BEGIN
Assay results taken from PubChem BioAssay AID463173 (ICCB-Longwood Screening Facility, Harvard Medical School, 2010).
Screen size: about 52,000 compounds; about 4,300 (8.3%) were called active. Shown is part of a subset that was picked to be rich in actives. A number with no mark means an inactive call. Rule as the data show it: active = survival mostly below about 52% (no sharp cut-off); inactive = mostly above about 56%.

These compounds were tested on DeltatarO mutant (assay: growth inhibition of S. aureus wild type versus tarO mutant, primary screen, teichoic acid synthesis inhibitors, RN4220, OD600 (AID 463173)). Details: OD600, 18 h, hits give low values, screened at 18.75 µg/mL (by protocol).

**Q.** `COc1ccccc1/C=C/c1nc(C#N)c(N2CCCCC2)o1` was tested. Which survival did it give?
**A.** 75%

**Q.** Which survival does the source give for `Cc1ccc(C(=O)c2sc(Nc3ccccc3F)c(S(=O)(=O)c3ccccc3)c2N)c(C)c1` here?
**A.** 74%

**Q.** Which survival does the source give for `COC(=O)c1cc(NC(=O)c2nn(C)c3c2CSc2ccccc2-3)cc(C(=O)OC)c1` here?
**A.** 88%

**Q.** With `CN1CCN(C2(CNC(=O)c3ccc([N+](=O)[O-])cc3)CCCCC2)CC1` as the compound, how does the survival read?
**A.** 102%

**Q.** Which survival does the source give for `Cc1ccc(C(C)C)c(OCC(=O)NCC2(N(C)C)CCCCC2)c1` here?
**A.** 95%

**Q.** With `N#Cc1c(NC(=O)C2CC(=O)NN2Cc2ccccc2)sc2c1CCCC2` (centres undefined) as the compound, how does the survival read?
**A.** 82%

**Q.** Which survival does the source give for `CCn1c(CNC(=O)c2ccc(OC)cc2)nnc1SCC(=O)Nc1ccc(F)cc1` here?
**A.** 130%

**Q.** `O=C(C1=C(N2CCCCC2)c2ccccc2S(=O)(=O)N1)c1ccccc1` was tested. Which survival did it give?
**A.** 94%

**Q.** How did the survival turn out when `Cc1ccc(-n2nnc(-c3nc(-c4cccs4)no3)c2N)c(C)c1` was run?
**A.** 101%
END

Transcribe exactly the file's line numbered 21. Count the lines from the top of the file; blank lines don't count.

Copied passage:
**A.** 101%